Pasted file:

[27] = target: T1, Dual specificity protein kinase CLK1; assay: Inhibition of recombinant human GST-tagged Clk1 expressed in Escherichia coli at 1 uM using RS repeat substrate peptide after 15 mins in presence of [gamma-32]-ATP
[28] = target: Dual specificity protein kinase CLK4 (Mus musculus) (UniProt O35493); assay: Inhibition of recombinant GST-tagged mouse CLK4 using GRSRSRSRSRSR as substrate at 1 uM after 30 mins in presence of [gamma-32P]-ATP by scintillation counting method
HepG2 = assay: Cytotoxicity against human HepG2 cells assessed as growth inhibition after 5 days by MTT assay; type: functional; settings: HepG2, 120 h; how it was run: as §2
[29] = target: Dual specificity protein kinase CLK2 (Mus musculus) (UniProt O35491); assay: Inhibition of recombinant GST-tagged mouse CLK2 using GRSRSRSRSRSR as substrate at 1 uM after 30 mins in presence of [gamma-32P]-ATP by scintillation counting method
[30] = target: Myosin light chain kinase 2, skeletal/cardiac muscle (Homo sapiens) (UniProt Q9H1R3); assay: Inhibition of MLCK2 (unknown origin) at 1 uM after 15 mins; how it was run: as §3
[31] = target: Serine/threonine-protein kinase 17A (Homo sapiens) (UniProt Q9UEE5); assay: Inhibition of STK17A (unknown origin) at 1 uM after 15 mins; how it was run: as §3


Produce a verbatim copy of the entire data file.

[27] = target: T1, Dual specificity protein kinase CLK1; assay: Inhibition of recombinant human GST-tagged Clk1 expressed in Escherichia coli at 1 uM using RS repeat substrate peptide after 15 mins in presence of [gamma-32]-ATP
[28] = target: Dual specificity protein kinase CLK4 (Mus musculus) (UniProt O35493); assay: Inhibition of recombinant GST-tagged mouse CLK4 using GRSRSRSRSRSR as substrate at 1 uM after 30 mins in presence of [gamma-32P]-ATP by scintillation counting method
HepG2 = assay: Cytotoxicity against human HepG2 cells assessed as growth inhibition after 5 days by MTT assay; type: functional; settings: HepG2, 120 h; how it was run: as §2
[29] = target: Dual specificity protein kinase CLK2 (Mus musculus) (UniProt O35491); assay: Inhibition of recombinant GST-tagged mouse CLK2 using GRSRSRSRSRSR as substrate at 1 uM after 30 mins in presence of [gamma-32P]-ATP by scintillation counting method
[30] = target: Myosin light chain kinase 2, skeletal/cardiac muscle (Homo sapiens) (UniProt Q9H1R3); assay: Inhibition of MLCK2 (unknown origin) at 1 uM after 15 mins; how it was run: as §3
[31] = target: Serine/threonine-protein kinase 17A (Homo sapiens) (UniProt Q9UEE5); assay: Inhibition of STK17A (unknown origin) at 1 uM after 15 mins; how it was run: as §3